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Morning update: Wednesday, Oct. 18

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Good morning, Madison!

It's Wednesday, which means we're halfway through the week and I'd count that as a win.

Later this week (or maybe next, I don't make the rules), we'll have some exciting news to share with you, so be sure to keep an eye on your inbox!

With that, let's dive right into today's news.

β€” Hayley

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Photo by Hayley Sperling

πŸš” What will it take for the city to secure a police monitor?

  • If you'll recall: Last week, the city announced the Police Civilian Oversight Board had selected John Tate II to be Madison's first independent police monitor.
  • The latest: On Tuesday, the city announced Tate has withdrawn his acceptance of the job to take another position with the city of Racine.
  • What's next: The city hasn't shared next steps yet. But the Police Civilian Oversight Board, which is responsible for hiring the police monitor, is scheduled to meet Oct. 27.
  • DΓ©jΓ  vu: This isn't the first time someone turned the job down. In December 2021, the Police Civilian Oversight Board offered the position to Madison civil rights administrator Byron Bishop, who later withdrew from consideration after past allegations of workplace discrimination surfaced.
  • Some context: The Independent Monitor is tasked with investigating complaints against the Madison Police Department, recommending policy changes, and engaging with the community.

πŸ›‘ A Willy Street development proposal just hit a bump in the road.

  • City Planning Division staff opposed the combination of land that would be the site of a $40 million housing proposal in the Willy Street neighborhood.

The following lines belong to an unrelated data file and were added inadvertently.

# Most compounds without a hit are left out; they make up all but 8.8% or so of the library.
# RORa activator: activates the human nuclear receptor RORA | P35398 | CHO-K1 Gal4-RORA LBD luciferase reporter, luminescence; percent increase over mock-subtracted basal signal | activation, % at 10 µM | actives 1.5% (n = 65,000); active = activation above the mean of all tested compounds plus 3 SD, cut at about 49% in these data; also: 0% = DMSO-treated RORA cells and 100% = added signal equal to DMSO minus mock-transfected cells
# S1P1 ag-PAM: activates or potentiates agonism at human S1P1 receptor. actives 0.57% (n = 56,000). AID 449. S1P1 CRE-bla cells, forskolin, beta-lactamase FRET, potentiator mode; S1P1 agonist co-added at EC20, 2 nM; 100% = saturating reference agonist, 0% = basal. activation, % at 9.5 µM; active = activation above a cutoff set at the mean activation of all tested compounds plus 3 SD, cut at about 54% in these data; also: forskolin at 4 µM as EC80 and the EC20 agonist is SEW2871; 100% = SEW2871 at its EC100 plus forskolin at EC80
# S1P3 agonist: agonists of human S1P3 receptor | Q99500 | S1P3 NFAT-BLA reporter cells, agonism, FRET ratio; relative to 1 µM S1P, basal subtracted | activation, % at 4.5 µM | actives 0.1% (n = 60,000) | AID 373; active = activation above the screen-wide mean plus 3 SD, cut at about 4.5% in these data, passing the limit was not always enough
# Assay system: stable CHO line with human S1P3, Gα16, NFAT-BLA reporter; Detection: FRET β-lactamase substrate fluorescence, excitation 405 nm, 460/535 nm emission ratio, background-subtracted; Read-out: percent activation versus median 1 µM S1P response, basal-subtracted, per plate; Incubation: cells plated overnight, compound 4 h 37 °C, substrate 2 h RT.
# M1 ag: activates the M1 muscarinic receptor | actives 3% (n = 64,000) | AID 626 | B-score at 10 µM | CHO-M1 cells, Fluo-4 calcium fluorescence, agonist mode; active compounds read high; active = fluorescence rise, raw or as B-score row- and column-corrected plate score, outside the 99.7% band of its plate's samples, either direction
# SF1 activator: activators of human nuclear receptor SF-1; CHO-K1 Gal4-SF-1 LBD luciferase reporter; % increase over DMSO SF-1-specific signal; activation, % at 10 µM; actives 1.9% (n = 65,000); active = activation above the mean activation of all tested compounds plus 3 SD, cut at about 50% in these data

• The proposal sought to combine property at 826 Williamson St. and an adjacent, larger property at 302 S. Paterson St. According to the State Journal, the Landmarks Commission voted 4-2 to deny the application, saying the combination "wouldn't fit the pattern of lot sizes in the city's Third Lake Ridge Historic District."
  • The proposal had the support of the Marquette Neighborhood Association board and District 6 Ald. Brian Benford, who represents the site.

πŸ–Š PSA: Online and mail-in voter registration ends today.

What you need to know about voting in Madison
The election is Nov. 8 and you probably have some questions.
Are you ready to vote? The election is Nov. 8 and is your one-stop shop for all election information. We've also pulled a few extra links for specific questions. Happy voting!

Check your voter registration here.
Get the details on voter IDs here.
Meet the candidates here.
Image via Google Maps

πŸ₯© The founder of Rare is bringing a new restaurant to the square.

  • Jack Sosnowski, founder of Rare Steakhouse and former owner of the Ivory Room Piano Bar, will open Draper Brothers Chophouse next spring at 101 N. Hamilton St.
  • According to the Wisconsin State Journal, the new spot "will be in the tradition of an Italian chophouse with an upscale, supper club environment and a sleek bar. The menu will feature steak, roast prime rib, veal, fish, poultry, and seafood."
  • Some history: The building was previously home to Boar & Barrel from 2018 to 2020 and Hamilton's on the Square from 2015 to 2017. Before that, the historic building held The Blue Marlin restaurant for 29 years.

πŸ“š Your lunchtime read: UW’s Dr. Sami Schalk digs into unexplored intersections in new book, Black Disability Politics.

  • Via Madison365: "As a women’s studies major at Miami University, Sami Schalk needed an elective to round out her schedule. A course called 'Women and Disabilities' fit her schedule.

    'I had never thought really about disability critically before,' she told Madison365 in an interview last week. 'I had never considered much about it at all. And it just absolutely blew my mind, the class blew my mind. And I got really invested in learning more about disability studies.'

    So invested, in fact, that she went on to earn a PhD in gender studies from Indiana University β€” focusing on disability studies in her dissertation β€” and join the faculty at the University of Wisconsin in 2017."
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Ready, set, loan relief
Morning update: Tuesday, Oct. 18